The first surprise of the day came when I realised I’d mixed up Kirkby Stephen and Kirkby Londsdale. Fortunately they’re not too far apart, and the race had a flexible start time to stop the walkers and runners doing three different routes from getting all bunched up, so I set off about 0915 on my own.
I was feeling pretty crappy to start with. I’d woken up with a bit of a head cold, and although the cold and flu tablets I’d taken had helped, I was a long way from 100%. The first major climb up to Wild Boar Fell was pretty gruelling, and I worried a bit about how tired I was feeling so early on, but I had some food on the way up, which combined with running down the other side made me feel much better.
The terrain was pretty tough going, proper moorland with lumps and bumps, and lots of ankle deep grass with not many worn sections of track. I’m not really used to running on that stuff, so I was being really careful not to turn an ankle, and I could feel the strain of all the little slips and adjustments taking their toll as the race progressed. To make things even more interesting, there were lots of boggy bits. Some of these were obvious, black pools of standing water that forced you to either jump, or risk disappearing up to your neck if you ploughed through. Others were hidden, looking like a nice patch of green grass until you put your foot down and it just keeps going. I hit one of these at around 12km and twisted my left ankle, knee and hip, all in different directions which hurt like hell at the time, but subsided a bit as I went on.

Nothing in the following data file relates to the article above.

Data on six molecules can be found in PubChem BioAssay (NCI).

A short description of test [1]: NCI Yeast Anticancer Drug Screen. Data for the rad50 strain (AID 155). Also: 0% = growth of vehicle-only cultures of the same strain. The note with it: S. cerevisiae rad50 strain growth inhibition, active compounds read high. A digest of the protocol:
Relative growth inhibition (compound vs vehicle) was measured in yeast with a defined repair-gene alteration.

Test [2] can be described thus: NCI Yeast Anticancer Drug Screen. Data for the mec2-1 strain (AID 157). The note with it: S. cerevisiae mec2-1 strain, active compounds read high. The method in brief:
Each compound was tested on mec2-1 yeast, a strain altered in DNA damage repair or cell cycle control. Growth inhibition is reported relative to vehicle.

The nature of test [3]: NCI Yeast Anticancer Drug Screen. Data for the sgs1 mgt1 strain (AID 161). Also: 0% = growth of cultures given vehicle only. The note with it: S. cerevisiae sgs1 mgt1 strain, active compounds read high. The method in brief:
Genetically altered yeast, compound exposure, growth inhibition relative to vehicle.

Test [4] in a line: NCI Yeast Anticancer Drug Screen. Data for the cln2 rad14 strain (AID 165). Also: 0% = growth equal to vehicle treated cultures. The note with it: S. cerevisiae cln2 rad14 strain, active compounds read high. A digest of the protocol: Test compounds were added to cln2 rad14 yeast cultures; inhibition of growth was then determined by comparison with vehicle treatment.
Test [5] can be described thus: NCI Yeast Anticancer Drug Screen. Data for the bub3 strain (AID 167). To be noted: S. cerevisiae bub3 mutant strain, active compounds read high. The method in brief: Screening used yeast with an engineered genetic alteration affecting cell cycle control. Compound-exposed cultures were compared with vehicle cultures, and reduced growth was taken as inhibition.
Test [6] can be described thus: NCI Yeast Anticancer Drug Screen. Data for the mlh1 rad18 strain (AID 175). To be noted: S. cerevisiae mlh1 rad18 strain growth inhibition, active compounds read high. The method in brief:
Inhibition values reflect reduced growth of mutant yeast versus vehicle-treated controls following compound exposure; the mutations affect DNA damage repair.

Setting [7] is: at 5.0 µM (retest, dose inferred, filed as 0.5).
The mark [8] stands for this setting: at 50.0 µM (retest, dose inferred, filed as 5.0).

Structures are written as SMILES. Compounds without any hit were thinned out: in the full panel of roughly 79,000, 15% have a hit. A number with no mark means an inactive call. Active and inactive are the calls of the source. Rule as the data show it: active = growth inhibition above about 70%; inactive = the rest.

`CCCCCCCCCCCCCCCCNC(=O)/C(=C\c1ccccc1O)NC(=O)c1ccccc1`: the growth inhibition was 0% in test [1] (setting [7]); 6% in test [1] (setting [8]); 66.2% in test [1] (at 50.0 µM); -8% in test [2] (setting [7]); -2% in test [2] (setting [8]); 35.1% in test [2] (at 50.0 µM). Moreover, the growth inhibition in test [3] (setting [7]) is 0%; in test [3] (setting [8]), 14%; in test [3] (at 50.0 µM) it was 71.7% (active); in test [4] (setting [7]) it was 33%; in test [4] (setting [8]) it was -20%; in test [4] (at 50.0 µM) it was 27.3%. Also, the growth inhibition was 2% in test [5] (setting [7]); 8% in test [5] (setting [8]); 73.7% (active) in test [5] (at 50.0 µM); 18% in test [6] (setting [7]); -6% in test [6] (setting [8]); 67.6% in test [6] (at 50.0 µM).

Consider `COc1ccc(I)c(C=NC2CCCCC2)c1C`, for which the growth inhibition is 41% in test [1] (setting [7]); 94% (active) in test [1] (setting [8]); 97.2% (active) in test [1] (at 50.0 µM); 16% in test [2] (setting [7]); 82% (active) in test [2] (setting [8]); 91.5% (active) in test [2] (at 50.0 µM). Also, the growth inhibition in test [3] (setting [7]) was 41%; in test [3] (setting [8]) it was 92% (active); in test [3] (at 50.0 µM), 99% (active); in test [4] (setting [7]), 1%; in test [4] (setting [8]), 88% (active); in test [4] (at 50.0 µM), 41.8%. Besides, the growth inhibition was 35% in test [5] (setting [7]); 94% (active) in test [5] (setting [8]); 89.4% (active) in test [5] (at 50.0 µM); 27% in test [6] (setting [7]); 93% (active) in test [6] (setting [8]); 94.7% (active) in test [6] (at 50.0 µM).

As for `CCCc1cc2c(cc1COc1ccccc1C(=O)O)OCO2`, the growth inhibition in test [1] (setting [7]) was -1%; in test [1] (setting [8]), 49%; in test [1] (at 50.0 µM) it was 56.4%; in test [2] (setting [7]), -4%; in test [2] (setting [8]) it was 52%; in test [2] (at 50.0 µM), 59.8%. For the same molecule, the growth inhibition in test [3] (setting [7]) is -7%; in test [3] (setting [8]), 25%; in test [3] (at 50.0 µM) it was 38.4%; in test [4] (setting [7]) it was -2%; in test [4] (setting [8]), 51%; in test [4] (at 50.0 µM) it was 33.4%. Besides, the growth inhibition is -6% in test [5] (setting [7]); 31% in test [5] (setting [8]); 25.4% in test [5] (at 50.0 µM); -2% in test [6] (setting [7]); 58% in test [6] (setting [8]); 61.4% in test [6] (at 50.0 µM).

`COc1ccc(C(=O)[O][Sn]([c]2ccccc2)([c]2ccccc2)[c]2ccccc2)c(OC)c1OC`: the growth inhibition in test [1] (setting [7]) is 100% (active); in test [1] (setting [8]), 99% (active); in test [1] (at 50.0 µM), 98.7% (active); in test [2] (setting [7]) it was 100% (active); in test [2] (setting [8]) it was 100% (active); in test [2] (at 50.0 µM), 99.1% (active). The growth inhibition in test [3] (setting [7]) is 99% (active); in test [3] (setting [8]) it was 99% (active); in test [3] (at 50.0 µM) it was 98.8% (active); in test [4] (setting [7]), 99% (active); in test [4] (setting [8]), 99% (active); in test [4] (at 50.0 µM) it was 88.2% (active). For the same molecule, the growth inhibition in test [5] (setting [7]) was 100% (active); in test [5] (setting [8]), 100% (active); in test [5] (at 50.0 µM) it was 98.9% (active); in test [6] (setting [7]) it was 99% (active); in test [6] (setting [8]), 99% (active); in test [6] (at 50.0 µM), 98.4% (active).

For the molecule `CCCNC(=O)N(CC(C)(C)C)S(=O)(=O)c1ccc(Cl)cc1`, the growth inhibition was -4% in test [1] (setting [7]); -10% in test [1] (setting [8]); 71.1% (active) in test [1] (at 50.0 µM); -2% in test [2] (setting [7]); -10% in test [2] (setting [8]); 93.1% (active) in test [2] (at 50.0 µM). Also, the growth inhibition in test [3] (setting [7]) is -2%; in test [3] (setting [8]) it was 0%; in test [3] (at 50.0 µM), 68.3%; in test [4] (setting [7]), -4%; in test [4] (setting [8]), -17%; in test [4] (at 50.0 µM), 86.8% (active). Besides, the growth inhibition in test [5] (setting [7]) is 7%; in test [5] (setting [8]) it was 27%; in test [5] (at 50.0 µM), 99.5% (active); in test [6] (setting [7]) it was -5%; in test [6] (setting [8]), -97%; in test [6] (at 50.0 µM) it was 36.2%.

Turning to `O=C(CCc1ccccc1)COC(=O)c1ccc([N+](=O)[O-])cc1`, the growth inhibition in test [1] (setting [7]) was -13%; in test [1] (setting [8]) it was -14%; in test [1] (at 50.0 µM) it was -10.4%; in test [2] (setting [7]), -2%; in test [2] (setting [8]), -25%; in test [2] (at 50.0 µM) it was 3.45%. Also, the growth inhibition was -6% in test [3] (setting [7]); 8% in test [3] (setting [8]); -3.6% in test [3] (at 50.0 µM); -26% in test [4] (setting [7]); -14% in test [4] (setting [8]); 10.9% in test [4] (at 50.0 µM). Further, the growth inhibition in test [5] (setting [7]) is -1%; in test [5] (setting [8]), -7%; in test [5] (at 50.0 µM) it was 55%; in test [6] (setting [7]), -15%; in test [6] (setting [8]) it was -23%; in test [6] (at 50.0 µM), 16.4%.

On the plus side, the course was marked to death. Every 50 metres or so there was a post with barrier tape, so even I couldn’t get lost. Also, because they were set up for walkers as well as runners, the aid stations were really close together, and there were 10 of them for the 23 mile route. I only used one 500ml soft bottle, and I think I only drank it empty twice, despite it being pretty warm as the day went on. We had dibbers which seemed a bit of a waste of time as we only had to dib them at three checkpoints, all of which were manned anyway, but I got a little printout at the end to go with my certificate which was nice I guess.
In the end I finished in 4:24, and 33rd out of 206 finishers on the long course, although I’m not sure what to take from that other than it was good time on my feet and a great quad workout. The profile was tougher than the SDW will be, and underfoot it was a lot trickier. Most of the races I’ve done in preparation for the SDW have been tougher, either in the terrain or the profile, which I’m hoping will pay off on the Downs.